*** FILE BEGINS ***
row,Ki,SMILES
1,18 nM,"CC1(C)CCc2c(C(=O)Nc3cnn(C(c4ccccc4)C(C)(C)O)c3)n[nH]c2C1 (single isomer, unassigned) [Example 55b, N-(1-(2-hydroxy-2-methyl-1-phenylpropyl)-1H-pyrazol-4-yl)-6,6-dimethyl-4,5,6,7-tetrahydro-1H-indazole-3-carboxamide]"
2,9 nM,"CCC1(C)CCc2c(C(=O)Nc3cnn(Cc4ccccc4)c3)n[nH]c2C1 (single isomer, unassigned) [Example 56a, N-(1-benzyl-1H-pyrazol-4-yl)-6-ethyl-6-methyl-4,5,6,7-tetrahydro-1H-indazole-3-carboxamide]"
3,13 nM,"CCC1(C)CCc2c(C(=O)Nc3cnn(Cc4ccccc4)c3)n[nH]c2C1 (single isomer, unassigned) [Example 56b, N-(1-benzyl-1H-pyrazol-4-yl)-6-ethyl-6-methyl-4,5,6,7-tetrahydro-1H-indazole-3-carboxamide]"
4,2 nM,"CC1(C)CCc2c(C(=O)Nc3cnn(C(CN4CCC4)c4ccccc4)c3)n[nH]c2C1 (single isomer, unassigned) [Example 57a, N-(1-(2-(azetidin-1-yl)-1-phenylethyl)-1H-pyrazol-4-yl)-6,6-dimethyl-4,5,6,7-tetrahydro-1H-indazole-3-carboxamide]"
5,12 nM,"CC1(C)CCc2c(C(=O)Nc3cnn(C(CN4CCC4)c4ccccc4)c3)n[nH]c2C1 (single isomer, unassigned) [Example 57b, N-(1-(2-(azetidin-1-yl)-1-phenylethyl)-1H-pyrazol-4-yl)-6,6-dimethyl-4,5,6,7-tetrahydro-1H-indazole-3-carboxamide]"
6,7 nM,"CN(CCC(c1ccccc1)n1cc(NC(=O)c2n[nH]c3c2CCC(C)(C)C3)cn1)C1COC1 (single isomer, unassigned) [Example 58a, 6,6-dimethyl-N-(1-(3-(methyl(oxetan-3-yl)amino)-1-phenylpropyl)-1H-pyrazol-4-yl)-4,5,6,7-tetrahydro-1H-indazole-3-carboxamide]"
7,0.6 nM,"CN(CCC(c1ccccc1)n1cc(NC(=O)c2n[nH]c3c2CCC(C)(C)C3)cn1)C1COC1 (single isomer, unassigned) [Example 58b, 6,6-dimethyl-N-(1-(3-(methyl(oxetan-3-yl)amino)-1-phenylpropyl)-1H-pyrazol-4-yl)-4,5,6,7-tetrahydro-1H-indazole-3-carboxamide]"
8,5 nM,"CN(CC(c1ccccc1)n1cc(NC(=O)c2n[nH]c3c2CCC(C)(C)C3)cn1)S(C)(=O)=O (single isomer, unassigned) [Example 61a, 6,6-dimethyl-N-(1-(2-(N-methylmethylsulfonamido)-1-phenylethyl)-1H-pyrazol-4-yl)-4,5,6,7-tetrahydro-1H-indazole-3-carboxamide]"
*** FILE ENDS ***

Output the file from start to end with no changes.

row,Ki,SMILES
1,18 nM,"CC1(C)CCc2c(C(=O)Nc3cnn(C(c4ccccc4)C(C)(C)O)c3)n[nH]c2C1 (single isomer, unassigned) [Example 55b, N-(1-(2-hydroxy-2-methyl-1-phenylpropyl)-1H-pyrazol-4-yl)-6,6-dimethyl-4,5,6,7-tetrahydro-1H-indazole-3-carboxamide]"
2,9 nM,"CCC1(C)CCc2c(C(=O)Nc3cnn(Cc4ccccc4)c3)n[nH]c2C1 (single isomer, unassigned) [Example 56a, N-(1-benzyl-1H-pyrazol-4-yl)-6-ethyl-6-methyl-4,5,6,7-tetrahydro-1H-indazole-3-carboxamide]"
3,13 nM,"CCC1(C)CCc2c(C(=O)Nc3cnn(Cc4ccccc4)c3)n[nH]c2C1 (single isomer, unassigned) [Example 56b, N-(1-benzyl-1H-pyrazol-4-yl)-6-ethyl-6-methyl-4,5,6,7-tetrahydro-1H-indazole-3-carboxamide]"
4,2 nM,"CC1(C)CCc2c(C(=O)Nc3cnn(C(CN4CCC4)c4ccccc4)c3)n[nH]c2C1 (single isomer, unassigned) [Example 57a, N-(1-(2-(azetidin-1-yl)-1-phenylethyl)-1H-pyrazol-4-yl)-6,6-dimethyl-4,5,6,7-tetrahydro-1H-indazole-3-carboxamide]"
5,12 nM,"CC1(C)CCc2c(C(=O)Nc3cnn(C(CN4CCC4)c4ccccc4)c3)n[nH]c2C1 (single isomer, unassigned) [Example 57b, N-(1-(2-(azetidin-1-yl)-1-phenylethyl)-1H-pyrazol-4-yl)-6,6-dimethyl-4,5,6,7-tetrahydro-1H-indazole-3-carboxamide]"
6,7 nM,"CN(CCC(c1ccccc1)n1cc(NC(=O)c2n[nH]c3c2CCC(C)(C)C3)cn1)C1COC1 (single isomer, unassigned) [Example 58a, 6,6-dimethyl-N-(1-(3-(methyl(oxetan-3-yl)amino)-1-phenylpropyl)-1H-pyrazol-4-yl)-4,5,6,7-tetrahydro-1H-indazole-3-carboxamide]"
7,0.6 nM,"CN(CCC(c1ccccc1)n1cc(NC(=O)c2n[nH]c3c2CCC(C)(C)C3)cn1)C1COC1 (single isomer, unassigned) [Example 58b, 6,6-dimethyl-N-(1-(3-(methyl(oxetan-3-yl)amino)-1-phenylpropyl)-1H-pyrazol-4-yl)-4,5,6,7-tetrahydro-1H-indazole-3-carboxamide]"
8,5 nM,"CN(CC(c1ccccc1)n1cc(NC(=O)c2n[nH]c3c2CCC(C)(C)C3)cn1)S(C)(=O)=O (single isomer, unassigned) [Example 61a, 6,6-dimethyl-N-(1-(2-(N-methylmethylsulfonamido)-1-phenylethyl)-1H-pyrazol-4-yl)-4,5,6,7-tetrahydro-1H-indazole-3-carboxamide]"